Placental Cells Mitigate Radiation-Induced Complications in Mice, Hadassah Researchers Reveal
Placental cells, Hadassah Medical Organization researchers have shown, were successful in mitigating acute radiation-induced complications in mice when transplantation was initiated 24 hours following total body irradiation.
The research team from Hadassah's Biotechnology and Radiobiology Laboratory at the Sharett Institute of Oncology studied two types of placental cells--pure maternal cell preparations (PLX-Mat) and a mixture of maternal ¬and fetal derived cells (PLX-RAD), developed by Pluristem Therapeutics, a leading developer of placenta-based cell therapies. Using intramuscular (IM) injections, they were able to overcome the difficulty experienced by other researchers whereby, with intravenous treatment, the stem cells became trapped mostly in the lungs immediately after administration. Rather, IM injections enabled them to easily deliver higher numbers of cells through multiple injections at different times.
Twenty four hours and five days after total body irradiation, the mice were treated with placental stromal cells (PLX). The researchers discovered that PLX-Mat increased the survival of the irradiation mice from 27 percent to 68 percent, while PLX-RAD cells increased the survival to 98 percent. The researchers found that they could delay the treatment with PLX-RAD up to 48 hours after irradiation with similar success. The study showed that the treated mice regained their weight significantly faster than did the few control survivors. Furthermore, the treatment stimulated extensive hematopoietic (blood producing) stem cell proliferation, which enabled the speedy recovery of the radiation-induced depleted bone marrow with a parallel increase in the number of circulating white blood cells, red blood cells, and platelets.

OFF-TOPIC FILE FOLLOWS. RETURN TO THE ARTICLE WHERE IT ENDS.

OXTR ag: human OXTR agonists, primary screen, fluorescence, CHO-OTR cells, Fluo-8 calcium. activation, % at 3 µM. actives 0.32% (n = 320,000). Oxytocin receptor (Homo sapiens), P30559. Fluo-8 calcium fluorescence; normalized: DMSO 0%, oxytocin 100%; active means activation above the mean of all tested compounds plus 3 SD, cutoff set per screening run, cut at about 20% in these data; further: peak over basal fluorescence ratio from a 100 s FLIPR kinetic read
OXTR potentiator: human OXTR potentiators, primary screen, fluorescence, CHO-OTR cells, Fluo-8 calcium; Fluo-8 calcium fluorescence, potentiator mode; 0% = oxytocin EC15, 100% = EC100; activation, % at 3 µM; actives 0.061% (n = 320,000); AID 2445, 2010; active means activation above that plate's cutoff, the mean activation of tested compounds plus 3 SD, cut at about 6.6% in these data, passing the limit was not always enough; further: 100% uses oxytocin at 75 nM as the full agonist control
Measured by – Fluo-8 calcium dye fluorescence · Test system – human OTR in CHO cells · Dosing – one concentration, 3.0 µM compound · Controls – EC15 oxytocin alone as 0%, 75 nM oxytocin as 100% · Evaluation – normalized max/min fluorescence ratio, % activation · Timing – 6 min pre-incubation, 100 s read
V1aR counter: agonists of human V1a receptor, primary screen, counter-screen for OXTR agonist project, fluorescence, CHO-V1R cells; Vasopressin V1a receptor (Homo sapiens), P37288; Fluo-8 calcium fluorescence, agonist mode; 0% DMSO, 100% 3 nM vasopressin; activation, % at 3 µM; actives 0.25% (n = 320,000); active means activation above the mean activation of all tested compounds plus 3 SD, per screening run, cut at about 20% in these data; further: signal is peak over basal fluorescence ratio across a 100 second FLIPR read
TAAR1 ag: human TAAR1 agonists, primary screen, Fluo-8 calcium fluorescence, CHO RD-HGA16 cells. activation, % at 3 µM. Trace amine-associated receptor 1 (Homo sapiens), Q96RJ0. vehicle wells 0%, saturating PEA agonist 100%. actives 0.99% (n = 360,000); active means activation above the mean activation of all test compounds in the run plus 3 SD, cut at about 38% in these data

The Sharett Institute of Oncology is a world leader in cancer research. Its staff is at the cutting edge of treatment of breast and ovarian cancer, melanoma, lung and pancreatic cancer and leukemia.
The authors conclude: "Our study suggests that IM treatment with PLX-RAD cells may serve as a highly effective 'off the shelf' therapy to treat bone marrow failure following total body exposure to high doses of radiation." These cells can be stored, delivered frozen, and then defrosted just before injection.
The researchers add that they expect the treatment may also have major applications for clinical conditions associated with severe bone marrow aplasia, where blood cell development is impaired.